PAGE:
Gina Bertocci, UofL endowed chair of biomechanics and bioengineering
Gina Bertocci, UofL endowed chair of biomechanics and bioengineering

Gina Bertocci, professor and endowed chair of biomechanics in the J.B. Speed School of Engineering bioengineering department, recently received a grant for $599,876 from the National Institute of Justice for research that could help detect child abuse in young children.

The research project is called, “Biomechanical characterization of video recorded short distance falls in children.” Its purpose is to provide forensic data that will help identify the causes of trauma in young children who may not be able to communicate instances of abuse. Bertocci’s research looks to even the field, not only serving to identify victims of physical abuse, but to aid parents who were wrongly accused.

“We know that falls do happen and those falls sometimes do produce injuries. We also know that the history of the fall is that the fall is the most commonly given excuse by caregivers to hide abuse,” Bertocci said. “We want to be able to intervene early for those kids who have been abused.”

Bertocci’s research into pediatric injury has evolved to delineate between abuse and accidents specific to falls, the most commonly attributed cause of injury in cases of suspected abuse.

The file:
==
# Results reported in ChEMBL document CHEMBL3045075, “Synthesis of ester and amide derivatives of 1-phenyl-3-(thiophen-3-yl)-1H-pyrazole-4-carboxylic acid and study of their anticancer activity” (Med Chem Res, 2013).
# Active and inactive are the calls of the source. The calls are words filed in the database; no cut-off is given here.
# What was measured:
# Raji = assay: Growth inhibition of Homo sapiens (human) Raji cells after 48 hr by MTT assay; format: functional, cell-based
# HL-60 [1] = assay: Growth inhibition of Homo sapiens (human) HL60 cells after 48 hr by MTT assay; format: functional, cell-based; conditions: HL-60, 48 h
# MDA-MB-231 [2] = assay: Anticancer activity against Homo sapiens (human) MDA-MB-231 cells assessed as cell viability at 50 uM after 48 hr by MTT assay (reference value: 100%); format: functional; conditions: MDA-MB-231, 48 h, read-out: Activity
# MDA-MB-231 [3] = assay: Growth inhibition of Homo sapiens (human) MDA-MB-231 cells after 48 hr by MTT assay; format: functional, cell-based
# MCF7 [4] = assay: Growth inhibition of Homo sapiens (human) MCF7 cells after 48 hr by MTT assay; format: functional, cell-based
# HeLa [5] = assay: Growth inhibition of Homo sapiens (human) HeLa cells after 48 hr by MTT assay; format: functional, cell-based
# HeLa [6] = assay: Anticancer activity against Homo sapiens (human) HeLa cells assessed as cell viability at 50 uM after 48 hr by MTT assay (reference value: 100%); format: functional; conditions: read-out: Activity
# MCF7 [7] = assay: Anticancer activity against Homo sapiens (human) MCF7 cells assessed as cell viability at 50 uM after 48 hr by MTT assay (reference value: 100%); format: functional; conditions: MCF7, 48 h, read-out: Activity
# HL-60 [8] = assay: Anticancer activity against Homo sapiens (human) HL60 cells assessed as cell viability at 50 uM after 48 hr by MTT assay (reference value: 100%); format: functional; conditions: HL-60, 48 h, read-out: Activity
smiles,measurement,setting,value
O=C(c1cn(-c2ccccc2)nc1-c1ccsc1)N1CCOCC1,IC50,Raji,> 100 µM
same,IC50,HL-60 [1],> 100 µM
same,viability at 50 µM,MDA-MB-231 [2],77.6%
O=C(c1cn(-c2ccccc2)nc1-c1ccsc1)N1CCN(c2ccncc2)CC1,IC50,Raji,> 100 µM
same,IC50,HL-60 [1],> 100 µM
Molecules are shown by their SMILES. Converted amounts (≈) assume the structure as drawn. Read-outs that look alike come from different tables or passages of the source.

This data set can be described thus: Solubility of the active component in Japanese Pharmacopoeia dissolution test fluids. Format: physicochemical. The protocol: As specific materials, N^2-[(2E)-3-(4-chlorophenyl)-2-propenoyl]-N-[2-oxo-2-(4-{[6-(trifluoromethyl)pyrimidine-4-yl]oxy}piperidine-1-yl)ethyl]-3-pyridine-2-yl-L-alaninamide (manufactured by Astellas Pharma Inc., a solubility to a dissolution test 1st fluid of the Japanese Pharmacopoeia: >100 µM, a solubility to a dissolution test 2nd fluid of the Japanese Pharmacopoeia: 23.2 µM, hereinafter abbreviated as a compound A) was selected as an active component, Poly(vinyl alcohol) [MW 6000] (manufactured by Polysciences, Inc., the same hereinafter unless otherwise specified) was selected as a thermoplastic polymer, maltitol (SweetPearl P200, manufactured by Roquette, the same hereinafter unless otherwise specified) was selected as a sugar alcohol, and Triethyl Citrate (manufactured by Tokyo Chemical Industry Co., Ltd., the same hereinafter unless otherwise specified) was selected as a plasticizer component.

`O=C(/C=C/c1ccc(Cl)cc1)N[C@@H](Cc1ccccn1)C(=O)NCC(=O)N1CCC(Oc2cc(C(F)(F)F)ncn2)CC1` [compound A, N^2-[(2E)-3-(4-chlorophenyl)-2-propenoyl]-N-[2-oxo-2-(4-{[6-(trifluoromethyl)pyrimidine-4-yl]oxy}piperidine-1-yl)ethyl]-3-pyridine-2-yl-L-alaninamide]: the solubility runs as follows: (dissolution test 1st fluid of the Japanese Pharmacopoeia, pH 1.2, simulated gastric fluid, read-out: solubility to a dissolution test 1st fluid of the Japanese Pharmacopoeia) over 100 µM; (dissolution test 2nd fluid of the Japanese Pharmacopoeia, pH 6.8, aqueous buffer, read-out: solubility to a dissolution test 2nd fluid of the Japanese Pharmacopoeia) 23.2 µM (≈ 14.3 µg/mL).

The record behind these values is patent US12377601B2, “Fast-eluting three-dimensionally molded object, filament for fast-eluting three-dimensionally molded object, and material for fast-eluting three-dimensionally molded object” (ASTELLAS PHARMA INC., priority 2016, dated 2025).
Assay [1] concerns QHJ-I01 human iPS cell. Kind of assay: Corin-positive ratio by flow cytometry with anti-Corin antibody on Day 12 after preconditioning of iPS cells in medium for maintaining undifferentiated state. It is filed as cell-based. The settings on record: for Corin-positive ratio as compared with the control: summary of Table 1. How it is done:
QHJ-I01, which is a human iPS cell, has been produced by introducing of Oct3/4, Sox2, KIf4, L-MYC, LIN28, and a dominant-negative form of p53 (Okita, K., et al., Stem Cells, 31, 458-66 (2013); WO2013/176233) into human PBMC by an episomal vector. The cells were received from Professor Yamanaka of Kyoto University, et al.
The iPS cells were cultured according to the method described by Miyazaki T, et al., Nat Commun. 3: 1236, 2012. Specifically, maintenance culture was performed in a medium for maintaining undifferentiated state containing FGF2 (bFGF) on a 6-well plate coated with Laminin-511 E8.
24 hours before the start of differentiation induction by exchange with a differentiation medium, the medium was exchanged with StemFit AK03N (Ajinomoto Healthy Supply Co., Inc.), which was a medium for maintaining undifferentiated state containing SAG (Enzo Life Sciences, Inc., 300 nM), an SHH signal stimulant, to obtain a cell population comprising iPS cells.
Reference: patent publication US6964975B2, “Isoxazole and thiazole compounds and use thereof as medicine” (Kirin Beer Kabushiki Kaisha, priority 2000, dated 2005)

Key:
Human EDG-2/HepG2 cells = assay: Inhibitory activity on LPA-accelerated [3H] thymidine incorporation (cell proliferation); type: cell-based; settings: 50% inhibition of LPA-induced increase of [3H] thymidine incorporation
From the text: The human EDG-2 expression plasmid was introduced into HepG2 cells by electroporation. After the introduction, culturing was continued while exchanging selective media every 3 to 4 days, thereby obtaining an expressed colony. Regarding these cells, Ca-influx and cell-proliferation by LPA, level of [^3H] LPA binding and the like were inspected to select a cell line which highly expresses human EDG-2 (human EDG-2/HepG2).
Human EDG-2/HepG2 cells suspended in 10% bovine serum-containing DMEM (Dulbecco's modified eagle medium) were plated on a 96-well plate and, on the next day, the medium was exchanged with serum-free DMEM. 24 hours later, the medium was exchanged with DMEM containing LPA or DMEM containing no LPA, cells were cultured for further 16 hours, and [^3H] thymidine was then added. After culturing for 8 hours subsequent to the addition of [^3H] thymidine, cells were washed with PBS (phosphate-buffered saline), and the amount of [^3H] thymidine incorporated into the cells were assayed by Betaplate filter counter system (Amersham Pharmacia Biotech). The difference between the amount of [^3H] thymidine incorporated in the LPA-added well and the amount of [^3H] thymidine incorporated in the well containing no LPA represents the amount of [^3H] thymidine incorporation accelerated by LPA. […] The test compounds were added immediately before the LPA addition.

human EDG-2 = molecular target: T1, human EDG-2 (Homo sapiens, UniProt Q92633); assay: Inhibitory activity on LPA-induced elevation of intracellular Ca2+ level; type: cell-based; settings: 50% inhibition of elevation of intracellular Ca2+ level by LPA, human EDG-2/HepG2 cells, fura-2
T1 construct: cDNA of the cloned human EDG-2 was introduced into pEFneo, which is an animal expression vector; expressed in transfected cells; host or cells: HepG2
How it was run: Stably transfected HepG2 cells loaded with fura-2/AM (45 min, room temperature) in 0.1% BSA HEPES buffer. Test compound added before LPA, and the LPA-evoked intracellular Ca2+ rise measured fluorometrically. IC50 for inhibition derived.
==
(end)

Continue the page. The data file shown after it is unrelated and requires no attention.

For her newest research, Bertocci is working with a local daycare to capture, safely and with parental permission, video of children falling in a controlled environment.  

“We use crash test dummies,” said Bertocci. “We have studies that are ongoing where we are working with clinicians working with children who have come into an ER setting, to better understand a lot of injuries associated with a fall.”

As part of that process, members of her team have selected a location that features a variety of surfaces, which can account for any potential differences upon impact, as well as mounted head cameras that can help identify the velocity of a fall from standing position. It’s through that data, along with several other factors, that Bertocci hopes to develop a database for future use in legal or criminal cases.

“There is an absence of evidence-based data, which has led to a controversy in biomechanical compatibility. Our goal is to improve the accuracy in forensic biomechanical compatibility,” Bertocci said. “In order to plug this gap, related to not having witnessed short distanced falls, how can we fill that gap? The one way is to video record kids in a natural setting. And to capture them in a natural environment, while they’re playing.”

Ultimately, this research allows Bertocci to help children without a voice, by providing reproducible evidence to a common problem in distinguishing abuse from an accident, which is often difficult to determine with children who are not only incapable of communication, but are still developing their basic motor skills.

“The children who are at greatest risk are those who are between 0-1 year old and they are not able to communicate,” said Bertocci.